Luvinnitt Productions 2016
Twisting his roots, one pale-faced skank grinder streamlines riddims for a new bout of urban guerilla and a whiff of holy smoke.
Back in 2014, Toby Petter Herskind Sorensen released a cut titled “From Brooklyn To Oakland” in order to admit that his trajectory across the U.S. didn’t include much of Jamaica dwelling, but if Rocketr-T’s self-styling as a reggae pioneer is debatable, he inhabits the persona of The Tru Ganjaman rather comfortably. Where yer olde ska was influenced by rhythm-and-blues, these grooves come indebted to contemporary R&B, although T’s tracks demonstrate a natural edge. That’s how, after “Yankee & Yardee” has opened proceedings with a booming, electronica-stricken rocksteady chant, the acoustic jug band jive of “Man Ah Warrior” tackles the ways of the world with a quiet belligerence and creates a nicely flowing contrast between tracks.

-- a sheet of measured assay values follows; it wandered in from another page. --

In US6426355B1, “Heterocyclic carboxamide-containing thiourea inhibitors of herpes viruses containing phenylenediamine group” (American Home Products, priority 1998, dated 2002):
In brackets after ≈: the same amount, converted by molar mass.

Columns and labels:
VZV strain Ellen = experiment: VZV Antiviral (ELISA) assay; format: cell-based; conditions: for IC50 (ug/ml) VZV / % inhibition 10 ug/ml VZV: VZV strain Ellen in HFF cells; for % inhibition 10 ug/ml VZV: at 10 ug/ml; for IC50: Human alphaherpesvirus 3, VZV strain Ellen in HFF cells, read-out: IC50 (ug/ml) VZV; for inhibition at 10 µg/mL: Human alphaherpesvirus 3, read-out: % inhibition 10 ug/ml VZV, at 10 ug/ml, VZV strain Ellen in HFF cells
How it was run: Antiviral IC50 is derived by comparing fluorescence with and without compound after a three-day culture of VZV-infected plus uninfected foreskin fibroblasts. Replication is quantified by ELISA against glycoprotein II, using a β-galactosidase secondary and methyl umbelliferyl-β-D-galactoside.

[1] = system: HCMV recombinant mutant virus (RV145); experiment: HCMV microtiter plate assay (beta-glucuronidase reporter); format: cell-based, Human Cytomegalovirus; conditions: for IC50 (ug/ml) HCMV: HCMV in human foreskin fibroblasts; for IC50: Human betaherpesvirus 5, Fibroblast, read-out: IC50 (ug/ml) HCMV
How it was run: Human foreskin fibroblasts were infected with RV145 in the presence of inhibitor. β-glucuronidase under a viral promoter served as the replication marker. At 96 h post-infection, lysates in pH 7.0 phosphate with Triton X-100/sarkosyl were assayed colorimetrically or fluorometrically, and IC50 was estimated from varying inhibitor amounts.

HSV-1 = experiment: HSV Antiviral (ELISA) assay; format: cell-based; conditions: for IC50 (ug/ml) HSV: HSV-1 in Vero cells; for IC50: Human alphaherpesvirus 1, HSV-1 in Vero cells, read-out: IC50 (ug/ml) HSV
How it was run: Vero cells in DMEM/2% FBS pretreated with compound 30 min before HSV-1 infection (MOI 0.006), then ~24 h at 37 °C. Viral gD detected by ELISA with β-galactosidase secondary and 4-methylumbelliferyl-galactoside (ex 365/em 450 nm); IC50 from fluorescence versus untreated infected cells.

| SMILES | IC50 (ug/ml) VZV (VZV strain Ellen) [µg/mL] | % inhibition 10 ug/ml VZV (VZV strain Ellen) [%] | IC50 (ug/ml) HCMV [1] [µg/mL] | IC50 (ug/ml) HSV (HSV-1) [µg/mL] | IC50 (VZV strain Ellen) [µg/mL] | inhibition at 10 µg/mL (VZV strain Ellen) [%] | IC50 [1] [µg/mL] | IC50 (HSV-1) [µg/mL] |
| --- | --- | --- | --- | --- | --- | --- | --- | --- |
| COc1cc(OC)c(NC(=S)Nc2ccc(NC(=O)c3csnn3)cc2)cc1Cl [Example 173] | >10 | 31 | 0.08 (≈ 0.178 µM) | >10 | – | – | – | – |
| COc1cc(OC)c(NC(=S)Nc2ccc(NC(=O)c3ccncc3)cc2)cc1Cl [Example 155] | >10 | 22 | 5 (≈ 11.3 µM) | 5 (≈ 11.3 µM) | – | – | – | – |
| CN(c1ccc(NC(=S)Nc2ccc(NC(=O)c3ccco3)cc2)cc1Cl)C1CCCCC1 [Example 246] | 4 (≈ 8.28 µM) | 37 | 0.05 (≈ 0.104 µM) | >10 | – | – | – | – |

Yet while the moves of “Chillum” mix dancehall with dub in modern fashion, the drift can’t get more authentic, albeit not at the grassroots level, than it is on the catchy “Need Some” whose voices include Gappy Ranks’ toasts, or on “Blazing Everyday” as optimism is pushed further thanks to Prezident Brown joining in the chorus. Positive vibrations in abundance and “Life Over Death” delivering the punchline to it all, most of the songs hail the herb, and the smattering of remixes such as “Real Singer Smoker” or “One Million Matches” – each in two versions here to highlight the pieces’ many aspects – ram the hazy message home at various speeds. The results are intoxicating and fresh at the same time; it’s good to have the Ganjaman back.